I ended up in Africa because the plane ticket there was cheapest. I came and I stayed. For nearly 25 years I’ve lived off and on in Mozambique. Time has passed, and I'm no longer young; in fact, I'm approaching old age. But my motive for living this straddled existence, with one foot in African sand and the other in European snow, in the melancholy region of Norrland in Sweden where I grew up, has to do with wanting to see clearly, to understand.
The simplest way to explain what I've learned from my life in Africa is through a parable about why human beings have two ears but only one tongue. Why is this? Probably so that we have to listen twice as much as we speak.
In Africa listening is a guiding principle. It's a principle that's been lost in the constant chatter of the Western world, where no one seems to have the time or even the desire to listen to anyone else. From my own experience, I’ve noticed how much faster I have to answer a question during a TV interview than I did 10, maybe even 5, years ago. It's as if we have completely lost the ability to listen. We talk and talk, and we end up frightened by silence, the refuge of those who are at a loss for an answer. [...]
A number of years ago I sat down on a stone bench outside the Teatro Avenida in Maputo, Mozambique, where I work as an artistic consultant. It was a hot day, and we were taking a break from rehearsals so we fled outside, hoping that a cool breeze would drift past. The theater’s air-conditioning system had long since stopped functioning. It must have been over 100 degrees inside while we were working.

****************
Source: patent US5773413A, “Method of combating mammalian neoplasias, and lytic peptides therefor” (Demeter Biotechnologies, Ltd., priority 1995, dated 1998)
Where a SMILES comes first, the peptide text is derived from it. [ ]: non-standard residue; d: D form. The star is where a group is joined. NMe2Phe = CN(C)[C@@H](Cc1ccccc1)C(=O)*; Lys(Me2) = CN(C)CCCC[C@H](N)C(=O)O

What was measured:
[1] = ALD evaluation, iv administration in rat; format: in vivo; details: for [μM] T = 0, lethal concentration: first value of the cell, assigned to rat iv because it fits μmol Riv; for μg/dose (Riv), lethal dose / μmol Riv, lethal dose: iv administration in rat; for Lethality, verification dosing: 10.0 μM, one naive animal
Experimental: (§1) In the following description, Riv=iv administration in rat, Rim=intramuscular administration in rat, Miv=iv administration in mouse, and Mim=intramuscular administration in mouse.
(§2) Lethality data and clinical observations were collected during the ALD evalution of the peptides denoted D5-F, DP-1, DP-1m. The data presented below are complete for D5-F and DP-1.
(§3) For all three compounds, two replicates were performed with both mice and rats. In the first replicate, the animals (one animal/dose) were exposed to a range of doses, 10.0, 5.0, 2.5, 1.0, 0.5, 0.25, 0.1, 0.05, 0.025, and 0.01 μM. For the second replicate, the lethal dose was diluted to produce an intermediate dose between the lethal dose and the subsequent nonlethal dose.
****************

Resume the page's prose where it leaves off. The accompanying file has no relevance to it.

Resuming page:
Two old African men were sitting on that bench, but there was room for me, too. In Africa people share more than just water in a brotherly or sisterly fashion. Even when it comes to shade, people are generous.
I heard the two men talking about a third old man who had recently died. One of them said, "I was visiting him at his home. He started to tell me an amazing story about something that had happened to him when he was young. But it was a long story. Night came, and we decided that I should come back the next day to hear the rest. But when I arrived, he was dead."
The man fell silent. I decided not to leave that bench until I heard how the other man would respond to what he’d heard. I had an instinctive feeling that it would prove to be important.
Finally he, too, spoke.
"That's not a good way to die — before you’ve told the end of your story."
It struck me as I listened to those two men that a truer nomination for our species than Homo sapiens might be Homo narrans, the storytelling person. What differentiates us from animals is the fact that we can listen to other people’s dreams, fears, joys, sorrows, desires and defeats — and they in turn can listen to ours.
--Henning Mankell, translated from Swedish by Tiina Nunnally